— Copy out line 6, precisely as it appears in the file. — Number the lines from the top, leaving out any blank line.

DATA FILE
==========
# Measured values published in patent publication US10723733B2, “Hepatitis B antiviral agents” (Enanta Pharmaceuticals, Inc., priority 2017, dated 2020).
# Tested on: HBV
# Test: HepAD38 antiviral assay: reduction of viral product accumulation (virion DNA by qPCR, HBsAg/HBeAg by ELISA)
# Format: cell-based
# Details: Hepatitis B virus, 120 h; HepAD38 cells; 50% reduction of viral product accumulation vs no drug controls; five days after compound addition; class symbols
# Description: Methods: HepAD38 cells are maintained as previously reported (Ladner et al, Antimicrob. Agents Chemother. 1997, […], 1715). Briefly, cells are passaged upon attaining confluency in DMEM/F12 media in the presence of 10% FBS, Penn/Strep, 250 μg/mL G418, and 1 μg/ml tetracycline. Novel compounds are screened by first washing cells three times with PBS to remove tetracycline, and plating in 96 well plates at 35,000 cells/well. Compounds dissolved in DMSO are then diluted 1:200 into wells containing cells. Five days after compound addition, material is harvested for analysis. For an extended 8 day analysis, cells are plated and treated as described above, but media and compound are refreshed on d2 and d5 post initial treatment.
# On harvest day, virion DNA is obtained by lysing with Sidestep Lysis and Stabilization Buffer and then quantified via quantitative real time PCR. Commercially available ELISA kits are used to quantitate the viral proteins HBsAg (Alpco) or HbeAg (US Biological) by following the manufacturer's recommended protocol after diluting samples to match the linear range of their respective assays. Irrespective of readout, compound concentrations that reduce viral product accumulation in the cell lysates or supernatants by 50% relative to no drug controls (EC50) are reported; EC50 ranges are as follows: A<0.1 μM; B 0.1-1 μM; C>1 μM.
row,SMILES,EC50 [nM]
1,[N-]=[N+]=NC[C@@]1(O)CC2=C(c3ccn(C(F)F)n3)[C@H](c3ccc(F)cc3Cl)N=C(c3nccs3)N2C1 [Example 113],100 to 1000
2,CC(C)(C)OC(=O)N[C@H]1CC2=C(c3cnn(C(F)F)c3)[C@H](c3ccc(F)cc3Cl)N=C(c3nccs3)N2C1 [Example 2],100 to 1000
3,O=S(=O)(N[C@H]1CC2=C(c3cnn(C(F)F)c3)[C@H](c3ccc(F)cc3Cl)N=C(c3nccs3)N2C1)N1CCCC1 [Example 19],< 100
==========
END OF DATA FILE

# Description: Methods: HepAD38 cells are maintained as previously reported (Ladner et al, Antimicrob. Agents Chemother. 1997, […], 1715). Briefly, cells are passaged upon attaining confluency in DMEM/F12 media in the presence of 10% FBS, Penn/Strep, 250 μg/mL G418, and 1 μg/ml tetracycline. Novel compounds are screened by first washing cells three times with PBS to remove tetracycline, and plating in 96 well plates at 35,000 cells/well. Compounds dissolved in DMSO are then diluted 1:200 into wells containing cells. Five days after compound addition, material is harvested for analysis. For an extended 8 day analysis, cells are plated and treated as described above, but media and compound are refreshed on d2 and d5 post initial treatment.